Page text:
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. Last Updated: 07/27/2016

For Clinton, New Troubles Loom Over Aid

A decision to scale back drastically the proposed international $4 billion fund to assist privatization in Russia marks a political embarrassment for the Clinton administration in its much-publicized aid effort. Western diplomats in Moscow said Thursday.

The reduced size of the program, now proposed at around $1 billion, could also damage U. S. -Russian relations, which have been strained recently because of a dispute over the sale of defense technology.

News agencies reported Thursday that Prime Minister Viktor Chernomyrdin had postponed his visit to Washington just two days before his scheduled arrival Saturday because the two countries could not find a compromise on a deal to sell $350 million worth of Russian rocket supplies to India. The United States is concerned that India could use the technology to upgrade its missiles.

That dispute is now compounded by the Clinton administration's inability to convince the Group of Seven leading industrial nations to deliver the promised $4 billion.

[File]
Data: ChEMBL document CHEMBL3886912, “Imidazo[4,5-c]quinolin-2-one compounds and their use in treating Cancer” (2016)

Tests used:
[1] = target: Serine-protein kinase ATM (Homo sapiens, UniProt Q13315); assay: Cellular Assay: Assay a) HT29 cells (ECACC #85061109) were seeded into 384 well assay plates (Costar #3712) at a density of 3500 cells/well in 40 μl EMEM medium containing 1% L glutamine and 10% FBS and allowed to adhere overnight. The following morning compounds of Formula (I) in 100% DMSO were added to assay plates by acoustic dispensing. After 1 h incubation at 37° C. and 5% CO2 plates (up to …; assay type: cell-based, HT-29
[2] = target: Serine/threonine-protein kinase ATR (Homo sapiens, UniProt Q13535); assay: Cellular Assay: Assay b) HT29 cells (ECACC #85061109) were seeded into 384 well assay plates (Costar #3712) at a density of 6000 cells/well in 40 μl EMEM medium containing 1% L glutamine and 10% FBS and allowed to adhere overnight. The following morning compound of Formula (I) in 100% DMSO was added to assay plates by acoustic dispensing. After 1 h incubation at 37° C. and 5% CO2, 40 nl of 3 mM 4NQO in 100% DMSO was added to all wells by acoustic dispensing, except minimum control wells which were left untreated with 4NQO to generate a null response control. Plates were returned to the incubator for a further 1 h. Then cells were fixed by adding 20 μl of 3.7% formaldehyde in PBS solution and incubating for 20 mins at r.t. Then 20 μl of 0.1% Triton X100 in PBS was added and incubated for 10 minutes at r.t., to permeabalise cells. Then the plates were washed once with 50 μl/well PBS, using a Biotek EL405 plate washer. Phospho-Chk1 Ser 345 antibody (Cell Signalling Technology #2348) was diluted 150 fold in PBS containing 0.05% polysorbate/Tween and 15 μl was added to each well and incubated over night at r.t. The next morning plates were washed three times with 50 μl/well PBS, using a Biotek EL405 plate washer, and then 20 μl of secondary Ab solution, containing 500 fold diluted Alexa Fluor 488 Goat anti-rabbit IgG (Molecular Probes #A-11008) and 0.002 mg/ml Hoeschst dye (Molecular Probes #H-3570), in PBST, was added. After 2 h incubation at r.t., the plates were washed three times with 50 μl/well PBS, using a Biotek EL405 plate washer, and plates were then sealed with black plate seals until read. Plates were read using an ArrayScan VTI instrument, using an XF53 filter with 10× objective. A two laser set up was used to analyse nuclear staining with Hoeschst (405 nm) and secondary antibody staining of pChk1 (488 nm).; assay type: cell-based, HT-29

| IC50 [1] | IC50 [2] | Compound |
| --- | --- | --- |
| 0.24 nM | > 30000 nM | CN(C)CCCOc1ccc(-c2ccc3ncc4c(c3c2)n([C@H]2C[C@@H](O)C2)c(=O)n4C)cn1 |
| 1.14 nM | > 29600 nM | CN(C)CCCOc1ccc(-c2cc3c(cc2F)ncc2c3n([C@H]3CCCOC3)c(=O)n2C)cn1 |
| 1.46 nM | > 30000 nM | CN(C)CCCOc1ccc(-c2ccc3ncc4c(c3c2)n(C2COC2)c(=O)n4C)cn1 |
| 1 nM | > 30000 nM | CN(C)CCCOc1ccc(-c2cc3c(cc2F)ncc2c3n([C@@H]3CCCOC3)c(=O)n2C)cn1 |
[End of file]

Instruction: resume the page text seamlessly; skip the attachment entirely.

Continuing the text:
Russian reaction to the cutback, attributed to Western economic difficulties by the State Department on Wednesday, was muted. Sergei Chestnoi, a Foreign Ministry official who deals with aid issues, said the actual size of the program was not significant to Russia, only that the program is set up.

"The most important thing is the mechanism itself", Chestnoi said Thursday. "I don't see any difference between $4 billion and $1 billion".

The administration had touted its Russian aid program as a major foreign policy success, citing it as evidence of its leadership of the G-7 on the issue.

Under the new plan, the program is likely to include a $500 million contribution from the G-7 with a similar amount coming from the World Bank and the European Bank for Reconstruction and Development.

Diplomats said the size of the proposed fund did not take into account the difficulties of setting up a huge institution to administer it, questions about using the fund and long-standing opposition from G-7 countries.

"I don't think they were reasonable about building up large institutions in such a short period of time", a Western diplomat said "Now that it's been cut back, I suspect there's a big sigh of relief".

The Clinton administration had persisted in pushing the program despite objections from Japan and Germany. As early as April, German officials said they would not contribute to the fund.

But Japanese Foreign Mi r Kabun Muto shocked U. S. officials Tuesday when he labeled the $4 billion program "preposterous". One day later the State Department announced the drastic cutback in the plan.